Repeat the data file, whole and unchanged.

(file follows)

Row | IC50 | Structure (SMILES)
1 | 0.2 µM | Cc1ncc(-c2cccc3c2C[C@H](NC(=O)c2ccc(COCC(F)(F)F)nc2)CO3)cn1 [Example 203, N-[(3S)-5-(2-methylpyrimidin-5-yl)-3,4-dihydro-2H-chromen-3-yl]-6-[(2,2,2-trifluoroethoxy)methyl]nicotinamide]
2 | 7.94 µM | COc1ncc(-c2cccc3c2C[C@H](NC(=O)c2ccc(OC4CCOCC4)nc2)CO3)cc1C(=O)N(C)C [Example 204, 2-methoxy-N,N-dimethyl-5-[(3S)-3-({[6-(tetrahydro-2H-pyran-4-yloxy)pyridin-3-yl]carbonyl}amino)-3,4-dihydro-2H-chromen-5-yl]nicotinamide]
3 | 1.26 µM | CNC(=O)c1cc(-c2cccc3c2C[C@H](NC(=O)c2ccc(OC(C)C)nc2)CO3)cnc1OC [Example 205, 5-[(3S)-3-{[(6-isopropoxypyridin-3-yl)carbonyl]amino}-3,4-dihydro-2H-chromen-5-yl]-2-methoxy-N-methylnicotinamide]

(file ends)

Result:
Row | IC50 | Structure (SMILES)
1 | 0.2 µM | Cc1ncc(-c2cccc3c2C[C@H](NC(=O)c2ccc(COCC(F)(F)F)nc2)CO3)cn1 [Example 203, N-[(3S)-5-(2-methylpyrimidin-5-yl)-3,4-dihydro-2H-chromen-3-yl]-6-[(2,2,2-trifluoroethoxy)methyl]nicotinamide]
2 | 7.94 µM | COc1ncc(-c2cccc3c2C[C@H](NC(=O)c2ccc(OC4CCOCC4)nc2)CO3)cc1C(=O)N(C)C [Example 204, 2-methoxy-N,N-dimethyl-5-[(3S)-3-({[6-(tetrahydro-2H-pyran-4-yloxy)pyridin-3-yl]carbonyl}amino)-3,4-dihydro-2H-chromen-5-yl]nicotinamide]
3 | 1.26 µM | CNC(=O)c1cc(-c2cccc3c2C[C@H](NC(=O)c2ccc(OC(C)C)nc2)CO3)cnc1OC [Example 205, 5-[(3S)-3-{[(6-isopropoxypyridin-3-yl)carbonyl]amino}-3,4-dihydro-2H-chromen-5-yl]-2-methoxy-N-methylnicotinamide]